Thursday, March 29, 2012

America... hatching

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From Wired:

The trio of baby eagles that hatched on live webcam for an audience of thousands have finally left the nest.
Two of the nearly-grown eaglets hopped from their nest in a cottonwood tree in Decorah, Iowa, to a nearby branch around 10 a.m. yesterday. The third eaglet followed later that afternoon.
“They’ve reached the time to fly,” said Bob Anderson, executive director of the nonprofit Raptor Resource Project, which operates the cameras that stream the family of eagles to the internet.
The eaglets’ feathers and wing muscles are developed enough for flight, but they haven’t fully fledgedthe nest yet. They’re doing a pre-flight stretch called “branching.” The next few days to a week will probably be spent hopping back and forth from branch to nest to branch again, Anderson said. The eaglets might even venture up to some higher branches, out of view of the camera.

Monday, March 26, 2012

As of posting this...

~127 days until Shark Week

Back to the point of the post, via The Telegraph:
Eli Martinez was interacting with the lemon shark in the balmy waters off the coast of The Bahamas. Eli, who works as the editor of Shark Diving magazine, said: This particular shark I had encountered before. She is very laid-back so I knew if I held my hand out she would come over. At first she was swimming straight towards me, but I didn’t expect her to turn at the last moment. She tapped my palm with her fin like we were high-five-ing

Source -> via

To do:

via The High Definite

James Cameron reached the deepest spot on earth

James Cameron has completed the deepest solo dive in a submersible craft. The filmmaker has been planing on filming the Mariana Trench for several years and was finally able to complete that goal.
No news yet on what he saw down there...

From NatGeo:
At noon, local time (10 p.m. ET), James Cameron's "vertical torpedo" sub broke the surface of the western Pacific, carrying the National Geographic explorer and filmmaker back from the Mariana Trench's Challenger Deep—Earth's deepest, and perhaps most alien, realm.

The first human to reach the 6.8-mile-deep (11-kilometer-deep) undersea valley solo, Cameron arrived at the bottom with the tech to collect scientific data, specimens, and visions unthinkable in 1960, when the only other manned Challenger Deep dive took place, according to members of the National Geographic expedition.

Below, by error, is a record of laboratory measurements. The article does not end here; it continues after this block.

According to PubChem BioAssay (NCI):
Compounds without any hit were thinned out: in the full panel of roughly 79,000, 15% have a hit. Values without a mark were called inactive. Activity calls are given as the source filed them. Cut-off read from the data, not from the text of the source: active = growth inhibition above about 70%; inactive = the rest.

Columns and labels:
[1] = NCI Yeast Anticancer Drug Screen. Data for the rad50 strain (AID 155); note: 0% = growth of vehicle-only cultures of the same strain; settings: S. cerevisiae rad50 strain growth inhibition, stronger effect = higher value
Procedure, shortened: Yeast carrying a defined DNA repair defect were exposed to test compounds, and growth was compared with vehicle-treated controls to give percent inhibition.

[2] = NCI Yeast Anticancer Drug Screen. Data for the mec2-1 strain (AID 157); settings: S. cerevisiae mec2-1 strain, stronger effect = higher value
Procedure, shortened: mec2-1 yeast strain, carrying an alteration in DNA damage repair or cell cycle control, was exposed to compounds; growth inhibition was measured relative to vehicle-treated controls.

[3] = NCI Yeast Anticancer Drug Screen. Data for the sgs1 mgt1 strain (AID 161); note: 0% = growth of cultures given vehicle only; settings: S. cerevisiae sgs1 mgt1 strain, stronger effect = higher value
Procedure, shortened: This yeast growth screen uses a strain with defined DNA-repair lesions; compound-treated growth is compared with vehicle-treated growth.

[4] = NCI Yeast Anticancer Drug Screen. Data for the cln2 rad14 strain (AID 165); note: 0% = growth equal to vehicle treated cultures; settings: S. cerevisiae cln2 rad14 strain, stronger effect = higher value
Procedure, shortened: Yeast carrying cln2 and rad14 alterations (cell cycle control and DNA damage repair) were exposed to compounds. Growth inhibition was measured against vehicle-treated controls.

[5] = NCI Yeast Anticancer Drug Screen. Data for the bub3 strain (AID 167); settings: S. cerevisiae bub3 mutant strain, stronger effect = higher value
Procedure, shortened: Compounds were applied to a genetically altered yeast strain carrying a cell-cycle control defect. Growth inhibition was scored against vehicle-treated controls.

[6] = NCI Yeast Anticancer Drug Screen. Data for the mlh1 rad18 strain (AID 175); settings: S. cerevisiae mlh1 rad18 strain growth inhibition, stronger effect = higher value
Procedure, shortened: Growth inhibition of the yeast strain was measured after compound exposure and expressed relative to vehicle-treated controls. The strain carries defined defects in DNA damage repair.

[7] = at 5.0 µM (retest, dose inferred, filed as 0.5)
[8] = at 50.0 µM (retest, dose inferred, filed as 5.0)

After a faster-than-expected, roughly 70-minute ascent, Cameron's sub, bobbing in the open ocean, was spotted by helicopter and would soon be plucked from the Pacific by a research ship's crane. Earlier, the descent to Challenger Deep had taken 2 hours and 36 minutes.

Expedition member Kevin Hand called the timing of the DEEPSEA CHALLENGER sub's ascent "perfect."

Sources ->!/AP/status/184043590861856769

Monday, March 19, 2012

Whole lemon lemonade

I'm having trouble focusing with the Aussie accent, but-
this is a pretty cool recipe for lemonade.

Clickable link ->

Source ->

Tuesday, March 13, 2012


Can you tell I'm excited?

Behind the scenes with the cast

(Joffrey sucks)

Earlier link ->

Stranded dolphins helped by beachgoers

This video is intense. About 30 dolphins caught a wave, presumably chasing a school of fish, at a beach in Brazil where they ran out of deep water. Beach-goers noticed this, dropped what they were doing and helped them back into the water.


Clickable link:

Source ->

Earlier link about Dolphins ->

Wednesday, March 7, 2012

Clementine Tumeric Chicken, Teriyaki veges and Quinoa

Say it with me... Keen-Wah

2 large Chicken breasts chopped into cubes
5 or 6 clementines, peeled and separated
Scallions/Green Onions/Spring Onions, chopped up